Last updated: 31 May, 2014

Syria tunnel bombing kills at least 20 soldiers

At least 20 Syrian regime forces were killed Saturday when Islamist rebels planted explosives in a tunnel under an army position in the northern city of Aleppo, a monitor said.

Aleppo’s historic Old City has seen horrific violence ever since the rebels launched a major offensive against Syria’s former economic hub in July 2012.

The area is a flashpoint area that sees daily fighting, and the army has set up multiple positions there.

“Islamist rebels detonated a tunnel near the Zahrawi market in the Old City of Aleppo, killing at least 20 army soldiers and pro-regime militiamen,” said the Syrian Observatory for Human Rights.

Fighting broke out after the explosion, and at least one rebel was killed, said the Britain-based Observatory.

The attack was claimed by the Islamic Front, Syria’s largest rebel alliance which groups thousands of fighters across the strife-torn country.

It posted a link to a video on its Twitter account, showing a huge blast throwing a massive cloud of debris up into the air.

In recent weeks, the Islamic Front has frequently used tunnels to plant massive amounts of explosives beneath army positions.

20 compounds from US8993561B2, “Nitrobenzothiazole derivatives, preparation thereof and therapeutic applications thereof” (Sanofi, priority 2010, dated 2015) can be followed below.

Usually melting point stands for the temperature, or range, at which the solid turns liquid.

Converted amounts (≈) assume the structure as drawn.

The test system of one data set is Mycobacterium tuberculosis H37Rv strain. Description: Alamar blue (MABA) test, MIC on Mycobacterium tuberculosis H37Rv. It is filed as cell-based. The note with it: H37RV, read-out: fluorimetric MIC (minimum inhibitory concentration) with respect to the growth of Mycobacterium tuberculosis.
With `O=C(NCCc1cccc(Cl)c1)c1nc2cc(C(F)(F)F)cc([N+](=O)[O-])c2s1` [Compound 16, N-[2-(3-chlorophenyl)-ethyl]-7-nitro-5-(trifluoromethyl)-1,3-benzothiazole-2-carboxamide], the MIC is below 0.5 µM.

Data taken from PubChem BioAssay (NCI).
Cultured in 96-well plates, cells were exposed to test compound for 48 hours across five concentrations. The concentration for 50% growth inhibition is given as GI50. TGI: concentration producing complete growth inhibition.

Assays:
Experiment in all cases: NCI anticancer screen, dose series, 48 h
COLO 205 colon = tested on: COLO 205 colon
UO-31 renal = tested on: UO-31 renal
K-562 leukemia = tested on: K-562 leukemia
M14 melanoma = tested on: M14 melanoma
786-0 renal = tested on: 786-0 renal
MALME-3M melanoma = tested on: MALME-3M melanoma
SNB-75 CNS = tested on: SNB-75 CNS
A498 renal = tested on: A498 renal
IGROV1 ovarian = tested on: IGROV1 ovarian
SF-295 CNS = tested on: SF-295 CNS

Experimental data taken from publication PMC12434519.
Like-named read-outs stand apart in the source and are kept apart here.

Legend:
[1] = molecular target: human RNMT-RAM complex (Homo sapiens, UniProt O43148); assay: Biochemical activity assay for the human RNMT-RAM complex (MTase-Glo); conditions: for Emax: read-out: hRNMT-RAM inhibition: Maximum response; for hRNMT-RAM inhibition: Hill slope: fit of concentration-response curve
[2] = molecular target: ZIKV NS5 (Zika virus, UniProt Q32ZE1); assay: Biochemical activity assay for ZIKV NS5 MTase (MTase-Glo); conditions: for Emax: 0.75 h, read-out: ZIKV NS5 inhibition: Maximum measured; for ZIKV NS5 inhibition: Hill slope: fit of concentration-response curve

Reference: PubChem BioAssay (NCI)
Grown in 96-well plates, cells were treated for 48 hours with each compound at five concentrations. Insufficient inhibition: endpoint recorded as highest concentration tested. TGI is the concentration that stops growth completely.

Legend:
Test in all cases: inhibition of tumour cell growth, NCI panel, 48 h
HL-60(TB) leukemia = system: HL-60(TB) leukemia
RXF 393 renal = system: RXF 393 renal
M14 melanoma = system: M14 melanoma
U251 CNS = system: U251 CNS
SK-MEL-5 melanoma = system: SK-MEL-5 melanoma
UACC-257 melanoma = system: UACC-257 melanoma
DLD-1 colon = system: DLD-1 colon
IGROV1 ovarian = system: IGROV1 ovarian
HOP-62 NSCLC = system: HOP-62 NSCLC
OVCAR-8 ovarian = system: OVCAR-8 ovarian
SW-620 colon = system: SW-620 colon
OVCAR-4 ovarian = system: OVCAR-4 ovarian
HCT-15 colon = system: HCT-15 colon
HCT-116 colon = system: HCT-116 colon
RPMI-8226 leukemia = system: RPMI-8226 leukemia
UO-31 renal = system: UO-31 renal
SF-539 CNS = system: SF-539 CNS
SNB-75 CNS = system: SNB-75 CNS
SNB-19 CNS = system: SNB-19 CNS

The tactic has been used mainly in Aleppo and neighbouring Idlib provinces.

The latest blast came a day after the Observatory said some 2,000 people have been killed since January in regime bombing of rebel-held areas of Aleppo city and nearby towns and villages.

The Syrian Revolution General Commission, a network of activists on the ground, said the air force launched fresh barrel bomb attacks on the Beni Zeid area of Aleppo on Saturday.

Rebels, meanwhile, fired mortar rounds on a neighbourhood controlled by the regime in Aleppo, killing four people and wounding 17 others, said the Observatory.

An activist also reported that the Red Crescent and the International Committee of the Red Cross delivered 14 trucks of food aid Saturday to Raqa province, much of which held by radical Islamic State of Iraq and the Levant.

“The aid that arrived is by no means sufficient to feed the families here, who suffer from terrible poverty,” said activist Abu Ibrahim from Raqa.

Syria’s war has killed more than 162,000 people, and forced nearly half the population to flee their homes.